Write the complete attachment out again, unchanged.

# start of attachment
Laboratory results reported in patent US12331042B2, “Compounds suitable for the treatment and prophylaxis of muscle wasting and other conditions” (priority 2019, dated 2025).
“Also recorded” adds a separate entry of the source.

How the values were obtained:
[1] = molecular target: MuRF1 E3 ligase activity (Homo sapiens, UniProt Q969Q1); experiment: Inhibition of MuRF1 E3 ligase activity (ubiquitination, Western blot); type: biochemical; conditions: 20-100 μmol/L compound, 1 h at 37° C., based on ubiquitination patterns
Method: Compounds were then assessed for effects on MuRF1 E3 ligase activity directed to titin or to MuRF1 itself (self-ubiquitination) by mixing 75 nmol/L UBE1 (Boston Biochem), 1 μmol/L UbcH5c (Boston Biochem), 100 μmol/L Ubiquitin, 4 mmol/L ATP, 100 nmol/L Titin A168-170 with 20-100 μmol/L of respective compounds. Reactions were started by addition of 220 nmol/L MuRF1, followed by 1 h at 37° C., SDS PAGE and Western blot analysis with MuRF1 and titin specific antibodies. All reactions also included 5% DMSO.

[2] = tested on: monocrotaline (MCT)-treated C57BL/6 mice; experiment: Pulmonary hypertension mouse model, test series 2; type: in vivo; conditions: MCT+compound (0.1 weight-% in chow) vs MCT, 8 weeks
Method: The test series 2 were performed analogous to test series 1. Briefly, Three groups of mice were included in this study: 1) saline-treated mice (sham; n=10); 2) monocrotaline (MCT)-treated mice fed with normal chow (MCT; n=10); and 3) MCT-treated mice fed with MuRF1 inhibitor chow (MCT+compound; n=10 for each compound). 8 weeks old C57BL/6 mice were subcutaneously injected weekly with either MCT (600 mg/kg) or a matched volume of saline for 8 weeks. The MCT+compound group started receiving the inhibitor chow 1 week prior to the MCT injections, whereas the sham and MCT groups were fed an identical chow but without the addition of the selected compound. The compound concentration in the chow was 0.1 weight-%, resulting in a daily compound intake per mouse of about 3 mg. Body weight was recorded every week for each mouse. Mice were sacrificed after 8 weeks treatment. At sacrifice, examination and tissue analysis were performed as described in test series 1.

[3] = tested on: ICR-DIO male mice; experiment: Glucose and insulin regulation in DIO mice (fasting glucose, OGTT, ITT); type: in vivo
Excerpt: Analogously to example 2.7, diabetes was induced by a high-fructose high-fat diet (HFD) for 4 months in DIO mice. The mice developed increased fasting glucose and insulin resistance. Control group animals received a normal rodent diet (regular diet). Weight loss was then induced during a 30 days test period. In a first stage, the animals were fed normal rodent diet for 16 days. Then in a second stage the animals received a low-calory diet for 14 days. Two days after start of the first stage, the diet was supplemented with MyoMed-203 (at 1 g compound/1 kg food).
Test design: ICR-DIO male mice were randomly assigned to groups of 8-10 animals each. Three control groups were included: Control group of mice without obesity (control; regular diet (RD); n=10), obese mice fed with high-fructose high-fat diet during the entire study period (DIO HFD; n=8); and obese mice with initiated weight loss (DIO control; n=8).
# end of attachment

Laboratory results reported in patent US12331042B2, “Compounds suitable for the treatment and prophylaxis of muscle wasting and other conditions” (priority 2019, dated 2025).
“Also recorded” adds a separate entry of the source.

How the values were obtained:
[1] = molecular target: MuRF1 E3 ligase activity (Homo sapiens, UniProt Q969Q1); experiment: Inhibition of MuRF1 E3 ligase activity (ubiquitination, Western blot); type: biochemical; conditions: 20-100 μmol/L compound, 1 h at 37° C., based on ubiquitination patterns
Method: Compounds were then assessed for effects on MuRF1 E3 ligase activity directed to titin or to MuRF1 itself (self-ubiquitination) by mixing 75 nmol/L UBE1 (Boston Biochem), 1 μmol/L UbcH5c (Boston Biochem), 100 μmol/L Ubiquitin, 4 mmol/L ATP, 100 nmol/L Titin A168-170 with 20-100 μmol/L of respective compounds. Reactions were started by addition of 220 nmol/L MuRF1, followed by 1 h at 37° C., SDS PAGE and Western blot analysis with MuRF1 and titin specific antibodies. All reactions also included 5% DMSO.

[2] = tested on: monocrotaline (MCT)-treated C57BL/6 mice; experiment: Pulmonary hypertension mouse model, test series 2; type: in vivo; conditions: MCT+compound (0.1 weight-% in chow) vs MCT, 8 weeks
Method: The test series 2 were performed analogous to test series 1. Briefly, Three groups of mice were included in this study: 1) saline-treated mice (sham; n=10); 2) monocrotaline (MCT)-treated mice fed with normal chow (MCT; n=10); and 3) MCT-treated mice fed with MuRF1 inhibitor chow (MCT+compound; n=10 for each compound). 8 weeks old C57BL/6 mice were subcutaneously injected weekly with either MCT (600 mg/kg) or a matched volume of saline for 8 weeks. The MCT+compound group started receiving the inhibitor chow 1 week prior to the MCT injections, whereas the sham and MCT groups were fed an identical chow but without the addition of the selected compound. The compound concentration in the chow was 0.1 weight-%, resulting in a daily compound intake per mouse of about 3 mg. Body weight was recorded every week for each mouse. Mice were sacrificed after 8 weeks treatment. At sacrifice, examination and tissue analysis were performed as described in test series 1.

[3] = tested on: ICR-DIO male mice; experiment: Glucose and insulin regulation in DIO mice (fasting glucose, OGTT, ITT); type: in vivo
Excerpt: Analogously to example 2.7, diabetes was induced by a high-fructose high-fat diet (HFD) for 4 months in DIO mice. The mice developed increased fasting glucose and insulin resistance. Control group animals received a normal rodent diet (regular diet). Weight loss was then induced during a 30 days test period. In a first stage, the animals were fed normal rodent diet for 16 days. Then in a second stage the animals received a low-calory diet for 14 days. Two days after start of the first stage, the diet was supplemented with MyoMed-203 (at 1 g compound/1 kg food).
Test design: ICR-DIO male mice were randomly assigned to groups of 8-10 animals each. Three control groups were included: Control group of mice without obesity (control; regular diet (RD); n=10), obese mice fed with high-fructose high-fat diet during the entire study period (DIO HFD; n=8); and obese mice with initiated weight loss (DIO control; n=8).